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  1. Multiple papers have studied the use of gene‐environment (GE) independence to enhance power for testing gene‐environment interaction in case‐control studies. However, studies that evaluate the role ofGEindependence in a meta‐analysis framework are limited. In this paper, we extend the single‐study empirical Bayes type shrinkage estimators proposed by Mukherjee and Chatterjee (2008) to a meta‐analysis setting that adjusts for uncertainty regarding the assumption ofGEindependence across studies. We use the retrospective likelihood framework to derive an adaptive combination of estimators obtained under the constrained model (assumingGEindependence) and unconstrained model (without assumptions ofGEindependence) with weights determined by measures ofGEassociation derived from multiple studies. Our simulation studies indicate that this newly proposed estimator has improved average performance across different simulation scenarios than the standard alternative of using inverse variance (covariance) weighted estimators that combines study‐specific constrained, unconstrained, or empirical Bayes estimators. The results are illustrated by meta‐analyzing 6 different studies of type 2 diabetes investigating interactions between genetic markers on the obesity relatedFTOgene and environmental factors body mass index and age.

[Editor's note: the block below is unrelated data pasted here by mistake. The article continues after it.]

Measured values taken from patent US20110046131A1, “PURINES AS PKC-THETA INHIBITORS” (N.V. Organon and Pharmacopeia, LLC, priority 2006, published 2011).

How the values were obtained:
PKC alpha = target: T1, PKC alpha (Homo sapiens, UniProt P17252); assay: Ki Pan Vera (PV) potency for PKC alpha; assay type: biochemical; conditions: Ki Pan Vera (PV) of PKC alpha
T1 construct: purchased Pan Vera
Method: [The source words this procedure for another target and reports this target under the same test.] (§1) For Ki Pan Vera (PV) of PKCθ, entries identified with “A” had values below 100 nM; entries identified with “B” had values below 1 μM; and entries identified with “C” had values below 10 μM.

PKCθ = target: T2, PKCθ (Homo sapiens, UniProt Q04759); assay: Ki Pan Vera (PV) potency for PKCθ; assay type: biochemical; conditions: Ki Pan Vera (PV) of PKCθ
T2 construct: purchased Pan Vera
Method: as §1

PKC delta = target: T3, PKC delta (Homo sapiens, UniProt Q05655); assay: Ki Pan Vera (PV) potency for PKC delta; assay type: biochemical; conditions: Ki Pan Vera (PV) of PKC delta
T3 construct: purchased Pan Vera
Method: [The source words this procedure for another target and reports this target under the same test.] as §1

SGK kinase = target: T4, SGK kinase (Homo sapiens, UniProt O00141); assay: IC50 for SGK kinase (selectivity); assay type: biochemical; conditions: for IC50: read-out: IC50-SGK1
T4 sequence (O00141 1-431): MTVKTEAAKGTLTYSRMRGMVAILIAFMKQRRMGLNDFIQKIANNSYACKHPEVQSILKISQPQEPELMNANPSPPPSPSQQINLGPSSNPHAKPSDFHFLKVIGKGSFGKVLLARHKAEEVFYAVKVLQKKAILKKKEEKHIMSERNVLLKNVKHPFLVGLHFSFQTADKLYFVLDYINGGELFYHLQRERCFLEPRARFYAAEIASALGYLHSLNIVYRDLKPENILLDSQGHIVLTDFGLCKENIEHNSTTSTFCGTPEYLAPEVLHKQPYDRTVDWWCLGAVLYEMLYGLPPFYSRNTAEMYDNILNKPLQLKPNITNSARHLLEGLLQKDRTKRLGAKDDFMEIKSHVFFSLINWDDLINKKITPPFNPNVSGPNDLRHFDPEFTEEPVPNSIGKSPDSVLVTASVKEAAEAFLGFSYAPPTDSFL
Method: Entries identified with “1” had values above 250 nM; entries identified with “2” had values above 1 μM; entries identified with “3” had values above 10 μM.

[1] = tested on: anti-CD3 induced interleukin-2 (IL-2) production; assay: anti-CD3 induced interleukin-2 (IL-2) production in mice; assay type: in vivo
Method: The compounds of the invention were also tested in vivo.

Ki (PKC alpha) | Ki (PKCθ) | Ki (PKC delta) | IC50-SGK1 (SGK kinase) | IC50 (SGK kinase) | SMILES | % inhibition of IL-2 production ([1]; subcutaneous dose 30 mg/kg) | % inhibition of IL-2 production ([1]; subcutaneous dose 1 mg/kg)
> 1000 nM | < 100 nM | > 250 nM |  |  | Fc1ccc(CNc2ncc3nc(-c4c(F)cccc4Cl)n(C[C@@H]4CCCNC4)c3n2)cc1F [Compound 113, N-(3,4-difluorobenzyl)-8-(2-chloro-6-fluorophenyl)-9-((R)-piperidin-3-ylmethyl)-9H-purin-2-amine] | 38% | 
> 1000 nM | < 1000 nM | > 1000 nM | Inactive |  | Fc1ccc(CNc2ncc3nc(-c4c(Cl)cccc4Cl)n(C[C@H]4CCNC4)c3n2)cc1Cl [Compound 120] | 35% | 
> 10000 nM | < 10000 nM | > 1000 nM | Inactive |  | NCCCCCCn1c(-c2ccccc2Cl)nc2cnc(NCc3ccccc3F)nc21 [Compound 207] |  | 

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  2. Joint effects of genetic and environmental factors have been increasingly recognized in the development of many complex human diseases. Despite the popularity of case‐control and case‐only designs, longitudinal cohort studies that can capture time‐varying outcome and exposure information have long been recommended for gene–environment (G × E) interactions. To date, literature on sampling designs for longitudinal studies of G × E interaction is quite limited. We therefore consider designs that can prioritize a subsample of the existing cohort for retrospective genotyping on the basis of currently available outcome, exposure, and covariate data. In this work, we propose stratified sampling based on summaries of individual exposures and outcome trajectories and develop a full conditional likelihood approach for estimation that adjusts for the biased sample. We compare the performance of our proposed design and analysis with combinations of different sampling designs and estimation approaches via simulation. We observe that the full conditional likelihood provides improved estimates for the G × E interaction and joint exposure effects over uncorrected complete‐case analysis, and the exposure enriched outcome trajectory dependent design outperforms other designs in terms of estimation efficiency and power for detection of the G × E interaction. We also illustrate our design and analysis using data from the Normative Aging Study, an ongoing longitudinal cohort study initiated by the Veterans Administration in 1963. Copyright © 2017 John Wiley & Sons, Ltd.

     
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